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Recent comments

  • Reply to: Modern Explanation for Plasmodium vivax Malarial Recurrences   1 day 5 hours ago

    The immediate outcome of citation inaccuracy is the following (although this is self-evident):

    As indicated somewhere above, it is no secret that other authors in the overall malaria field have likewise experienced unacceptable goings-on in relation to the citation of publications that they have authored. Thus, the curious P. vivax recurrence-related, reference omission phenomenon, both old (going back 4 decades) and more recent, is not unique.

    In cases where non-citation or seemingly devious (dishonest) citation in connection with something "new" (i.e. not yet accepted malariological knowledge) has been inadvertent, this is perfectly understandable if very little had previously been published on the particular malarial topic concerned.

    When there is an existing body of literature, however, the reader cannot necessarily discern, depending partly on the size of the body of literature: (A) Whether inaccurate citation or non-citation was intentional. Or (B) Whether it is purely profound ignorance (of the specific malarial subject area) that is on display.

  • Reply to: Viruses, Malaria, Platelets and Artemisia   1 day 12 hours ago

    In the recent confrontations of  WHO with African governments on the use of Artemisia annua and its infusions as remedies against coronavirus and malaria, Artemisia afra was somewhat neglected in the discussions. Artemisia afra is a local plant growing from the Cape to Ethiopia. It has been used for generations against malaria and other tropical diseases like bilharzia, tinea capitis, Buruli ulcer, tuberculosis, trypanosoma. Many clinical trials made by Africans have confirmed this extraordinary efficacy. This entails that the plant if perfectly legal in African countries in accordance with the WHO prescriptions.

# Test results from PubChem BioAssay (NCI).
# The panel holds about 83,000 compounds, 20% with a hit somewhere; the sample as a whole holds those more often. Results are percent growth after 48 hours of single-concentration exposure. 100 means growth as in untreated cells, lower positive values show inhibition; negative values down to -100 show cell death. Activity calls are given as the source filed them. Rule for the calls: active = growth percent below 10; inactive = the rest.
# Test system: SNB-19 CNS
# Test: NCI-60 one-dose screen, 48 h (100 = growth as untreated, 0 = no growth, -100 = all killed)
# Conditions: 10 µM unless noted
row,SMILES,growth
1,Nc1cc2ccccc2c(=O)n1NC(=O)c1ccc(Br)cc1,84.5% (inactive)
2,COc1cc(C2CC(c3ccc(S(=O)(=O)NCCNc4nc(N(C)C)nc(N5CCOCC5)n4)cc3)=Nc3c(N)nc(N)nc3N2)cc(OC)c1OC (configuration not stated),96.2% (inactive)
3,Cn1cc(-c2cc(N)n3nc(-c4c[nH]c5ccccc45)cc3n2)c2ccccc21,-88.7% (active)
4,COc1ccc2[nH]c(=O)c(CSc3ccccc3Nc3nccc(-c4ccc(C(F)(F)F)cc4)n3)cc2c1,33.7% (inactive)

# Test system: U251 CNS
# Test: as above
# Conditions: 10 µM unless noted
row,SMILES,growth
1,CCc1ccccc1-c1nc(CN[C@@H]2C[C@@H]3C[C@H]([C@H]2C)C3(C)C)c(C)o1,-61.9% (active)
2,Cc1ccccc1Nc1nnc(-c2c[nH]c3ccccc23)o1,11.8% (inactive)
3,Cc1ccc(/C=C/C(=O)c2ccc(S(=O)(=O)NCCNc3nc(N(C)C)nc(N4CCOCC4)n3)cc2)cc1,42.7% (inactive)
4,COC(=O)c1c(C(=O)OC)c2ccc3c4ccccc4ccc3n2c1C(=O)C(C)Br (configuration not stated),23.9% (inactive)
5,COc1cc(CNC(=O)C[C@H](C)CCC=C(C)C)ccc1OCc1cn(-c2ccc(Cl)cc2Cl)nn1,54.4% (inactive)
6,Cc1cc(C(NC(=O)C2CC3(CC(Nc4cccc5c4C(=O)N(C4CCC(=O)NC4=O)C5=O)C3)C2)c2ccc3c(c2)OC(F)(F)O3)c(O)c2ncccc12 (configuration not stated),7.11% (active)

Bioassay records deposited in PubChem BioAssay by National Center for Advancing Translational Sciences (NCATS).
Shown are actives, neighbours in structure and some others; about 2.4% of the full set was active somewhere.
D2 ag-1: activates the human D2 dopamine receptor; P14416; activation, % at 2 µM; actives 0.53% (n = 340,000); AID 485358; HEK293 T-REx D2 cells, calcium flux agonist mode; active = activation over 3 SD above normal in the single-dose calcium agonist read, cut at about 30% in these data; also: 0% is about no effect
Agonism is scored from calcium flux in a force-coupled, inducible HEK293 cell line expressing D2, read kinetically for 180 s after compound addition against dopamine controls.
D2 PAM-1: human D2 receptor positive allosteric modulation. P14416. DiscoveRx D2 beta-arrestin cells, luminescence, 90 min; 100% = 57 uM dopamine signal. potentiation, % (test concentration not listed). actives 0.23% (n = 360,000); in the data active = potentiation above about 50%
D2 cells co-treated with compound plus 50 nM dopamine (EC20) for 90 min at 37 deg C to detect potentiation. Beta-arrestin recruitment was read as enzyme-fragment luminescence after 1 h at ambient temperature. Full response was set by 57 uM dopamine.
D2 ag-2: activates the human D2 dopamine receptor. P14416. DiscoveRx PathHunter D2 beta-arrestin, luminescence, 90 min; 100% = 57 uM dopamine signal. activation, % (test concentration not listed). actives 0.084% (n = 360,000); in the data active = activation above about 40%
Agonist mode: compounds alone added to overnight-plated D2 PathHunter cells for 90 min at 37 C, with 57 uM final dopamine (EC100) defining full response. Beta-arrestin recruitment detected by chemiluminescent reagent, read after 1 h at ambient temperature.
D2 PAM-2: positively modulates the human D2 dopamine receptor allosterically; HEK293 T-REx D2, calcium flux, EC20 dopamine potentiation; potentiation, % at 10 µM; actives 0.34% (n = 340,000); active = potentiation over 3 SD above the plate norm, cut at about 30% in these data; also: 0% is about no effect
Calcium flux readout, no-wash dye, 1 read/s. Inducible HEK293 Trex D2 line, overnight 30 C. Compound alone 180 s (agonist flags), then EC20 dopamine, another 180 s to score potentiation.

WHO/EDM/TRM/2000.1      Traditional use refers to documentary evidence that a substance has been used over three or more generations of recorded use for a specific health related or medicinal purpose.

    In this case WHO maintains its position that there is no requirement for pre-clinical toxicity testing.

    Pre-clinical toxicity testing is only required for new medicinal herbal products which contain herbs of no traditional history of use.

    The plant does not contain artemisinin, the molecule used by Bigparma in ACTs. The risk that it may lead to artemisinin resistance is thus absent.

  • Reply to: Modern Explanation for Plasmodium vivax Malarial Recurrences   5 days 20 hours ago

    It is obvious that correct future citing would nip this problem in the bud and, therefore, make it quietly go away.

  • Reply to: Modern Explanation for Plasmodium vivax Malarial Recurrences   6 days 10 hours ago

    Any questionable future citation events concerning this subject (including inaccurate self-citations) will clearly and justifiably go down in history, to the detriment of the citing authors.

  • Reply to: Viruses, Malaria, Platelets and Artemisia   1 week 3 hours ago

    I read that Madagascar plans mass drug administration of IV artesunate, with the approval of WHO. Apparently this highly  hemotoxic product is already available in African pharmacies. Thousands of innocent people risk to be killed.